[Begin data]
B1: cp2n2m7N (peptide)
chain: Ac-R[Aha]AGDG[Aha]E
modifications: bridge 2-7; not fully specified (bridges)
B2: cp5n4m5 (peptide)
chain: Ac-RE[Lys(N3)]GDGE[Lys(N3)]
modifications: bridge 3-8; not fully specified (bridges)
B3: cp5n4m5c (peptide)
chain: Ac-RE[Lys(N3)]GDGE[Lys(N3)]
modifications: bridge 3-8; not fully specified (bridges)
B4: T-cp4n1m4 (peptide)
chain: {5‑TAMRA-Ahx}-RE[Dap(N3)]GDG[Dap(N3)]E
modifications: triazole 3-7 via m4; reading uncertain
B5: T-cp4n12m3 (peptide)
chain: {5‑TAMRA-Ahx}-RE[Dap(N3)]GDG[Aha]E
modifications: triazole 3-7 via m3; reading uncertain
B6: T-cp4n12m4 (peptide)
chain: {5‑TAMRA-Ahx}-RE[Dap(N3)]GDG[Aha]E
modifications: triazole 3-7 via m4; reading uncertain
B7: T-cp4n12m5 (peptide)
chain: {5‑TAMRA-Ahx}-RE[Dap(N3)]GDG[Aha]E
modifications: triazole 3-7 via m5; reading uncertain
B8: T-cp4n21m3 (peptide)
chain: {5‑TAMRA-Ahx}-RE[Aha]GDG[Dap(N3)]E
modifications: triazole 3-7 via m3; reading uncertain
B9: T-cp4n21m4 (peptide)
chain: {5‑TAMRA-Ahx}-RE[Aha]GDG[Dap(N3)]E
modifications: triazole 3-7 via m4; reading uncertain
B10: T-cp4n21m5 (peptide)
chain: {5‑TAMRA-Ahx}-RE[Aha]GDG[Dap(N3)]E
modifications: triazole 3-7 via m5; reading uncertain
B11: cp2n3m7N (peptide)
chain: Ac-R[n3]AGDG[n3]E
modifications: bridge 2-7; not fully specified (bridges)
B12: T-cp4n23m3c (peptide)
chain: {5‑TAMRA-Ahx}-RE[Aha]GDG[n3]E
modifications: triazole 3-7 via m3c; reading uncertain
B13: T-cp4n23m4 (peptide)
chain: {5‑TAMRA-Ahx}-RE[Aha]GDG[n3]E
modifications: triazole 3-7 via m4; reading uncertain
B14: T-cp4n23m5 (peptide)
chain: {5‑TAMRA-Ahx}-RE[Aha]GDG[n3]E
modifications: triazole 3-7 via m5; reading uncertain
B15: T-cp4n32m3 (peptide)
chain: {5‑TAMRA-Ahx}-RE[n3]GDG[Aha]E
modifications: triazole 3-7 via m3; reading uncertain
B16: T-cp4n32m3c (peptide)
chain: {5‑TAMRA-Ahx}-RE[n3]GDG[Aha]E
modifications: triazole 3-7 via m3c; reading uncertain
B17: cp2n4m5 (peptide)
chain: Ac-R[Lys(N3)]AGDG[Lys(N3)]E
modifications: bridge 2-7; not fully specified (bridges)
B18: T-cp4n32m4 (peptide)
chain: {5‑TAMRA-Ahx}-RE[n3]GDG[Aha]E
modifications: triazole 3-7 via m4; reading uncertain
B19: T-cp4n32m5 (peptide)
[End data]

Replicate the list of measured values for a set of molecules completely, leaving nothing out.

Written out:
B1: cp2n2m7N (peptide)
chain: Ac-R[Aha]AGDG[Aha]E
modifications: bridge 2-7; not fully specified (bridges)
B2: cp5n4m5 (peptide)
chain: Ac-RE[Lys(N3)]GDGE[Lys(N3)]
modifications: bridge 3-8; not fully specified (bridges)
B3: cp5n4m5c (peptide)
chain: Ac-RE[Lys(N3)]GDGE[Lys(N3)]
modifications: bridge 3-8; not fully specified (bridges)
B4: T-cp4n1m4 (peptide)
chain: {5‑TAMRA-Ahx}-RE[Dap(N3)]GDG[Dap(N3)]E
modifications: triazole 3-7 via m4; reading uncertain
B5: T-cp4n12m3 (peptide)
chain: {5‑TAMRA-Ahx}-RE[Dap(N3)]GDG[Aha]E
modifications: triazole 3-7 via m3; reading uncertain
B6: T-cp4n12m4 (peptide)
chain: {5‑TAMRA-Ahx}-RE[Dap(N3)]GDG[Aha]E
modifications: triazole 3-7 via m4; reading uncertain
B7: T-cp4n12m5 (peptide)
chain: {5‑TAMRA-Ahx}-RE[Dap(N3)]GDG[Aha]E
modifications: triazole 3-7 via m5; reading uncertain
B8: T-cp4n21m3 (peptide)
chain: {5‑TAMRA-Ahx}-RE[Aha]GDG[Dap(N3)]E
modifications: triazole 3-7 via m3; reading uncertain
B9: T-cp4n21m4 (peptide)
chain: {5‑TAMRA-Ahx}-RE[Aha]GDG[Dap(N3)]E
modifications: triazole 3-7 via m4; reading uncertain
B10: T-cp4n21m5 (peptide)
chain: {5‑TAMRA-Ahx}-RE[Aha]GDG[Dap(N3)]E
modifications: triazole 3-7 via m5; reading uncertain
B11: cp2n3m7N (peptide)
chain: Ac-R[n3]AGDG[n3]E
modifications: bridge 2-7; not fully specified (bridges)
B12: T-cp4n23m3c (peptide)
chain: {5‑TAMRA-Ahx}-RE[Aha]GDG[n3]E
modifications: triazole 3-7 via m3c; reading uncertain
B13: T-cp4n23m4 (peptide)
chain: {5‑TAMRA-Ahx}-RE[Aha]GDG[n3]E
modifications: triazole 3-7 via m4; reading uncertain
B14: T-cp4n23m5 (peptide)
chain: {5‑TAMRA-Ahx}-RE[Aha]GDG[n3]E
modifications: triazole 3-7 via m5; reading uncertain
B15: T-cp4n32m3 (peptide)
chain: {5‑TAMRA-Ahx}-RE[n3]GDG[Aha]E
modifications: triazole 3-7 via m3; reading uncertain
B16: T-cp4n32m3c (peptide)
chain: {5‑TAMRA-Ahx}-RE[n3]GDG[Aha]E
modifications: triazole 3-7 via m3c; reading uncertain
B17: cp2n4m5 (peptide)
chain: Ac-R[Lys(N3)]AGDG[Lys(N3)]E
modifications: bridge 2-7; not fully specified (bridges)
B18: T-cp4n32m4 (peptide)
chain: {5‑TAMRA-Ahx}-RE[n3]GDG[Aha]E
modifications: triazole 3-7 via m4; reading uncertain
B19: T-cp4n32m5 (peptide)